"Everybody was always talking about making it back home, about what they were going to do when they made it back to the States," he recounted. So one evening in his quarters he pulled out a piece of "skinny plywood" and gathered his remnants of paint.
"I painted a freedom bird -- that's what all the troops called the flight back home -- a jet airliner taking off from Da Nang Air Force Base back to the States. "
He depicted the plane soaring into the sky, leaving behind Da Nang with its people on bicycles, carrying food stuffs on pieces of wood across their shoulders, a bag on each end.
"Everybody dreamed of that airplane, that last trip home, and it just hit the right spot," Franks said.
After sprucing up his helmet with a silhouette of his home state, magnolia flowers and "Columbus, Mississippi," his buddies wanted signature designs on their head gear as well, especially cartoons, which Franks was adept at.
"All of a sudden, there were all these guys wanting me to paint them something," he said with modesty. "From then on, basically my secondary job was unit artist."
Franks' art opened lines of communication. He carried a deep faith with him into service, and several of the men recognized it. Away from home and family, in the harsh reality of a long war, some sought him out to talk.
"The only answers I could find were through scripture and prayer," Franks said. "I told everybody up front I do not know the answers, but I know God has answered me and my prayers."
Franks' service in Vietnam ended in 1971.
"I had no intention of making the military my career. I just wanted to do my duty, come back here, work at Bosch or something like that," he said. But shortly after his return, he signed up again -- this time with the Navy, where he was assigned to the Marine Corps. He stayed in for 13 years and served in Lebanon in a medical battalion.
After retiring, Franks and his wife, who was formerly in the Navy reserves, settled in New Hope. He pursued a degree in commercial art and design at Mississippi University for Women. His medevac service remained a part of him, however. It's what inspired much of his military-theme paintings, several of which are now with the National Veterans Art Museum in Chicago. Digital images can be seen at collection.nvam.org.
Former MUW classmate Shawn Dickey remembers Franks' work at the time. Dickey now chairs the Department of Art.
"He's so full of life and joy, and yet his images were really touching to look at and to think about -- guys who were 18 or 19 years old experiencing war.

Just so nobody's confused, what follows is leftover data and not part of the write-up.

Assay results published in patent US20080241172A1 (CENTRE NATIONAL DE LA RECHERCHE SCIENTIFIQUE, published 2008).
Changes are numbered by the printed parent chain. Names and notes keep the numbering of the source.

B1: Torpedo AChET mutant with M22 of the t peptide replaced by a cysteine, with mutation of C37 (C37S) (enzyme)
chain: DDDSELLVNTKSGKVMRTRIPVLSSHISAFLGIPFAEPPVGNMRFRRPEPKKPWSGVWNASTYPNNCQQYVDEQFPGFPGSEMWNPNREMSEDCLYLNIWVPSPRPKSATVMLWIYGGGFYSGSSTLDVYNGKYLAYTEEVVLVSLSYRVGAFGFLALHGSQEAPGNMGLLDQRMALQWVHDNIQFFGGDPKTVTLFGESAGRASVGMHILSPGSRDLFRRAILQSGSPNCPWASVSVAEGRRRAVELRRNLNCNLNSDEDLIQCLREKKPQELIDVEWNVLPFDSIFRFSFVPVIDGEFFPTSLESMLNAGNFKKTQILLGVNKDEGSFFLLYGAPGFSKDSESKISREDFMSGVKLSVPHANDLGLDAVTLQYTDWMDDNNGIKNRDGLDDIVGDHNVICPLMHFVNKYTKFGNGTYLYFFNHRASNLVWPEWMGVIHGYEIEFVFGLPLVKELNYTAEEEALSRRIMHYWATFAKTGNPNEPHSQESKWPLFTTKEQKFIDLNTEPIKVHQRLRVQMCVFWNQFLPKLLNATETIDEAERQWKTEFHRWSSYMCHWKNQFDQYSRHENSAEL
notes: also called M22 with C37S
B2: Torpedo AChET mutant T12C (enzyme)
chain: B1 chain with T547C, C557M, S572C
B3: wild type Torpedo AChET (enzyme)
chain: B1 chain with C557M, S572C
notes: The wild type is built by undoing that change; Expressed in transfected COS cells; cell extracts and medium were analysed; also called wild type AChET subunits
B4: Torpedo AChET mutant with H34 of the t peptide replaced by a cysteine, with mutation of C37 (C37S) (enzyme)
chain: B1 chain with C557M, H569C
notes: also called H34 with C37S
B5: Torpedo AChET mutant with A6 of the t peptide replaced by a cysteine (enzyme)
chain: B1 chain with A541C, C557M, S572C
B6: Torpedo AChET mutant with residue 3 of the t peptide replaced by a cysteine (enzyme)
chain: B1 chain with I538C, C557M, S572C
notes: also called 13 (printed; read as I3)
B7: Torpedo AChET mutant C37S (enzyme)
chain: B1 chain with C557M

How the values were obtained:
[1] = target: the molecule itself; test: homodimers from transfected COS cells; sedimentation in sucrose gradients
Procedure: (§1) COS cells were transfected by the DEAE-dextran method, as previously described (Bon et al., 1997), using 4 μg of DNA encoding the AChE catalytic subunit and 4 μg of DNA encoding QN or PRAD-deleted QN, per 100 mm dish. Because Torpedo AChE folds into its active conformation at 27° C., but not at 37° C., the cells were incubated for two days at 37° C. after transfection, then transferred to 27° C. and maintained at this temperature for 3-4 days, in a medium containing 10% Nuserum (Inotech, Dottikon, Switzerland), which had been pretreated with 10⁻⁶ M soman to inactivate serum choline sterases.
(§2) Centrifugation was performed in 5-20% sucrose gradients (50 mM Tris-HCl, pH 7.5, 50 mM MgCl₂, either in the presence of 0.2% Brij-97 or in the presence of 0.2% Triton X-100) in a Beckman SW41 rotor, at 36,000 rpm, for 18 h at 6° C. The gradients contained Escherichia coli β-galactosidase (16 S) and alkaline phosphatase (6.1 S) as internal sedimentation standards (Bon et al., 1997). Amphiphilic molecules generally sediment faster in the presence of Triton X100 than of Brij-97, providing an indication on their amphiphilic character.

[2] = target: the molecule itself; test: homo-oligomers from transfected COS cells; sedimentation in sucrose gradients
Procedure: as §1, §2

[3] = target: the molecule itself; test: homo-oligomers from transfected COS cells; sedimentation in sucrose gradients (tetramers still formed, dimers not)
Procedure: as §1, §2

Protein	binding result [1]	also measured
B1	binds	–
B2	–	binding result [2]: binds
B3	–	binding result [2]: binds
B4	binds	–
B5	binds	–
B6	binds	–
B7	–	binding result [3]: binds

"As a viewer, I was proud of his service to the country, but also proud of his dedication to sharing those memories with everyone."
Vietnam was a hard time.
"People were shot to pieces in more ways than anyone would dare show on TV," Franks said. "One of the reasons I continued flying -- and it's basically the same reason I kept my art up there -- when we'd pull those wounded guys onto the floor of the helicopter, I would see hope in their eyes."
It was a unique, special period in his life, "because every time you got in that helicopter you knew it could be your last, but at the same time, you knew there were a bunch of other men whose lives depended on your completing that mission."
At some point after retiring from the military, Franks' subject of artistic choice became magnolias, the same blooms he'd painted on his helmet as a teenager in Vietnam. Their effect was calming, the veteran said.
One of Franks' grandsons is now in the Army. The family recently attended graduation ceremonies at Fort Sill, Oklahoma.
"I know going in the Army doesn't sound like the most fun thing, but I've never seen him so happy. It's something about the discipline ... It's the type of discipline where you are in a very bad situation and someone says 'follow me,' and you know it's your life and their lives behind you ... it's guys working together."
He likes to think there are some older veterans out there, maybe sitting by a fireplace, with grandkids crawling around them. He finds comfort in believing he did something while in service that helped make that scene possible, that helped those families continue.
" ... I guess the Lord answered a whole bunch of questions for me when I was in Vietnam," Franks said.
Jan Swoope is the Lifestyles Editor for The Commercial Dispatch.